Wednesday, February 20, 2008

Saffron-hued Akbar

Why all the fuss about Jodha Akbar? Why are Rajputs protesting a against a film that presents Hinduism/Rajputism, rather, as conquering a Mughal emperor? The historical inaccuracies apart (Ashutosh Gowarikar doesn’t claim to be making an episode for the History channel, after all), even what has been hyped as “just a love story”, is disturbing in its blatant Hindu promotion. Throughout, Aishwarya-Jodha-Rai-Bachchan is decked up like a mannequin from Rajasthan Emporium (and as lacking in expression), complete with bindi, red ghagras and backless cholis. She is minus kajal apparently to convey an ethereal look – but ends up looking even more vapid and blank. But what is more unreal, and troubling, is the Hindu propaganda – she makes the setting up of a puja room in Fatehpur Sikri (or wherever that set is supposed to be) a condition precedent to marrying Akbar, and does Krishna puja everyday, getting Akbar to eat prashad and do aarti. As a “special” gesture, she cooks Rajasthani vegetarian food (without onions and garlic) in the Agra Fort kitchens, and Akbar is so overcome with appreciation for dal-bati-churma and besan ki sabzi, that he orders she cooks it for him at regular intervals. When she is sulking in her maika, she agrees to return only after she is charmed by Akbar’s decision to abolish the tax on Hindu teerth-yatras/pilgrimages. This last – a result of Akbar’s forays into Agra’s bazaar disguised as a commoner, when he tries to understand the people’s problems. Apparently, the rising price of onions or dal apart, the major grievance seems to be the teerth yatra tax!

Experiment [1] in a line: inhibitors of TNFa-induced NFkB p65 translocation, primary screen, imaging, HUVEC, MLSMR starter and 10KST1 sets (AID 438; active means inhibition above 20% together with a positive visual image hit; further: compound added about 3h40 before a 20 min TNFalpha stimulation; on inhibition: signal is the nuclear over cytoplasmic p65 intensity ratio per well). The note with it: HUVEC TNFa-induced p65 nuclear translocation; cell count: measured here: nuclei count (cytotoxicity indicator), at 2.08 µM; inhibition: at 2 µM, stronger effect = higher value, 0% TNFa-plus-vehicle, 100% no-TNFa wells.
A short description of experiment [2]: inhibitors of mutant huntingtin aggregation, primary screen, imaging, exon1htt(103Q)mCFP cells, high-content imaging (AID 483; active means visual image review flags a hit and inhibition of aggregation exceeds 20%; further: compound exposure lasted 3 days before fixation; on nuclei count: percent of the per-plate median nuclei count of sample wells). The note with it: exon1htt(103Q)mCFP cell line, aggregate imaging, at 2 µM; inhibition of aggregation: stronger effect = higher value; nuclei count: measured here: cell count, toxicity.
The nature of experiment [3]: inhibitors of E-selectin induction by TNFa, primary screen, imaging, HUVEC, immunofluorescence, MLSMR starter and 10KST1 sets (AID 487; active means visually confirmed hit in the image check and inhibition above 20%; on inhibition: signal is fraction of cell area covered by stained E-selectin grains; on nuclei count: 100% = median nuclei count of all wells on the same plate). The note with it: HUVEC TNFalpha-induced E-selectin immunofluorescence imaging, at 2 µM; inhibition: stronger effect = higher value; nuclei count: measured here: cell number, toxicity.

Throughout, Jodha spouts clisht Sanskritised Hindi, while Akbar talks in Hindostani. The one and only concession to mughal/Muslim culture the stubborn Jodha makes, is to learn Persian calligraphy. And there too she is one up on Akbar, who, according to the film, was not literate. Jodha is shown as a strong woman – literally too, since she is equal to Akbar in fencing – who does not compromise. But all her “conditions” and demands, revolve around religion – Hinduism. Surely, to portray Akbar’s legendary tolerance, Gowarikar could have done without having to make him submit to everything Hindu. The only reason I could endure this three and a half hour long overdose of religion, colour and sound, was to wait out the eight-hour daily power-cut in Kathmandu. If the film does well in Nepal, that will be the secret behind its “success”.

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